07/26/2017 13:12 EDT | Updated 07/27/2017 10:00 EDT

Home Affordability Has Actually Improved In 6 Canadian Cities

The difference in mortgage costs from city to city has become a yawning chasm.

It may not be a surprise to hear that home affordability in Canada has deteriorated to its worst level in years, but take heart, future homeowners: A majority of Canada's largest home markets have actually seen some improvement in affordability recently.

That's according to National Bank of Canada, whose latest housing affordability monitor shows affordability getting better in six of the 10 housing markets surveyed.

Sadly, Toronto and Vancouver aren't among them. Those cities continued to see deterioration in affordability.

The cost of a monthly mortgage on a benchmark home in Toronto increased by 3.2 per cent in the second quarter, and now eats up 66 per cent of an average household income in the city. (The numbers don't yet reflect the slowdown in Toronto's housing market that began in the second quarter.)

A row of houses reflected in a pond in Calgary, Alta. Calgary is one of six major cities to see an improvement in home affordability in the second quarter of 2017.

Vancouver's affordability worsened by a slight 0.1 per cent, and it takes 75.1 per cent of an average income to afford the mortgage on a median home in the metro area.

That was enough to bring overall national home affordability to its worst level since 2008, National Bank said, when mortgage rates were much higher than they are today.

But the National Bank data shows that affordability improved in the second quarter in:

  • Montreal, where a monthly payment is down one per cent
  • Quebec City (down 0.9 per cent)
  • Calgary and Edmonton (down 0.8 per cent each)
  • Ottawa (down 0.6 per cent)
  • Winnipeg (down 0.4 per cent).
National Bank of Canada
Six cities — Montreal, Quebec, Calgary, Edmonton, Ottawa and Winnipeg — saw improved home affordability in the second quarter of 2017.

Two things largely explain the improving affordability. One is slightly lower home prices in some of these markets, namely Montreal, Calgary, Edmonton and Quebec City.

The second thing is even lower mortgage rates. National Bank says the quarter saw the lowest benchmark rate on a five-year mortgage on record.

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But that's already over. Canada's major lenders raised their mortgage rates over the past several weeks as the Bank of Canada moved to hike interest rates. Analysts expect two or three more rate hikes at the bank before the end of 2018.

Yawning inequality in mortgage payments from city to city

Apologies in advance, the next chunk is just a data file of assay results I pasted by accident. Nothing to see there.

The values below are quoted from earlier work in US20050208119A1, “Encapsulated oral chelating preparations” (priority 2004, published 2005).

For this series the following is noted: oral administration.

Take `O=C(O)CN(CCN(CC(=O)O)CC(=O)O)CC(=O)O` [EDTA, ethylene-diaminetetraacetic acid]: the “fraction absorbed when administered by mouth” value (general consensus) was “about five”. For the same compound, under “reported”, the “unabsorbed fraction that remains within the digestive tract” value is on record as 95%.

National Bank economists Matthieu Arseneau and Kyle Dahms note that Canada is seeing "a significant divergence across regions" in its housing markets.

Nowhere is that clearer than in the data showing monthly mortgage payments on an average home. With runaway prices in Toronto and Vancouver and nearby areas, the difference in mortgage payments from city to city has widened to unprecedented levels.

It now takes $4,268 a month to make a mortgage payment on a median-priced home in Vancouver, compared to $1,357 in Montreal. Check out the wild housing affordability inequality that has taken root in Canada:

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To buy an average home in Toronto today, you need nearly three times as income as you would in Montreal, Ottawa or Winnipeg.

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Arseneau and Dahms warn that, in Toronto, even the condo market is moving out of affordability range for many.

"Canadian households have been able to fall back for some time on the condo market which was more affordable on an historical basis," they wrote.

"However, the deterioration in Q2 was more acute in this segment compared to other dwellings. As a result, even the condo market is now the least affordable in years (worst since 2011)."

Recent data from the Toronto Real Estate Board showed that even condos in the region are moving out of affordability range for middle-income earners.

Fortunately, many observers are saying that Toronto's market is "returning to sanity" following the craze of recent years, and that could easily translate into improving affordability in the coming months.

But with price levels so far out of reach, a "sane" market may still be a pricey one.

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